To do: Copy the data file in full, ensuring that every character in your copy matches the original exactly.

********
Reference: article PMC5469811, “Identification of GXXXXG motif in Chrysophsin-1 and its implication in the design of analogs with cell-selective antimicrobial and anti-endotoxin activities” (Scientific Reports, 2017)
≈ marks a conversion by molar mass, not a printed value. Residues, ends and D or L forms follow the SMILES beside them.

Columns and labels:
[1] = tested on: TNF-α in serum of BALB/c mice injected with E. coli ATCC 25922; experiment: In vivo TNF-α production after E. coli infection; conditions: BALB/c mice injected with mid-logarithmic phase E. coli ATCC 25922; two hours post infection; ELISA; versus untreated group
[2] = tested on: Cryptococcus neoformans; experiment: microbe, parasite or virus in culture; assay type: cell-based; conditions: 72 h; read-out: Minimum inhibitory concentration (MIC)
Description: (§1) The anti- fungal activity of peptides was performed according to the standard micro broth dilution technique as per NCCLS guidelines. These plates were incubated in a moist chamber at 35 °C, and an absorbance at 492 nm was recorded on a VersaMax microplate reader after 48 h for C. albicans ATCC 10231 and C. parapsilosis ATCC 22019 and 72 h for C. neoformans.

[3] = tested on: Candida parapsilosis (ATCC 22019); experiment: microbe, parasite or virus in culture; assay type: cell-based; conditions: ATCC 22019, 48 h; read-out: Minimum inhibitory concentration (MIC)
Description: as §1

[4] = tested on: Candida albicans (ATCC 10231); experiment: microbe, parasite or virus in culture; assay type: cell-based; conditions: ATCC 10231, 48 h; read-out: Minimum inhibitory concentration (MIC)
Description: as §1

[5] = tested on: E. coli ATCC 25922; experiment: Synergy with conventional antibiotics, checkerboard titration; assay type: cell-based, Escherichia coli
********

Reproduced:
Reference: article PMC5469811, “Identification of GXXXXG motif in Chrysophsin-1 and its implication in the design of analogs with cell-selective antimicrobial and anti-endotoxin activities” (Scientific Reports, 2017)
≈ marks a conversion by molar mass, not a printed value. Residues, ends and D or L forms follow the SMILES beside them.

Columns and labels:
[1] = tested on: TNF-α in serum of BALB/c mice injected with E. coli ATCC 25922; experiment: In vivo TNF-α production after E. coli infection; conditions: BALB/c mice injected with mid-logarithmic phase E. coli ATCC 25922; two hours post infection; ELISA; versus untreated group
[2] = tested on: Cryptococcus neoformans; experiment: microbe, parasite or virus in culture; assay type: cell-based; conditions: 72 h; read-out: Minimum inhibitory concentration (MIC)
Description: (§1) The anti- fungal activity of peptides was performed according to the standard micro broth dilution technique as per NCCLS guidelines. These plates were incubated in a moist chamber at 35 °C, and an absorbance at 492 nm was recorded on a VersaMax microplate reader after 48 h for C. albicans ATCC 10231 and C. parapsilosis ATCC 22019 and 72 h for C. neoformans.

[3] = tested on: Candida parapsilosis (ATCC 22019); experiment: microbe, parasite or virus in culture; assay type: cell-based; conditions: ATCC 22019, 48 h; read-out: Minimum inhibitory concentration (MIC)
Description: as §1

[4] = tested on: Candida albicans (ATCC 10231); experiment: microbe, parasite or virus in culture; assay type: cell-based; conditions: ATCC 10231, 48 h; read-out: Minimum inhibitory concentration (MIC)
Description: as §1

[5] = tested on: E. coli ATCC 25922; experiment: Synergy with conventional antibiotics, checkerboard titration; assay type: cell-based, Escherichia coli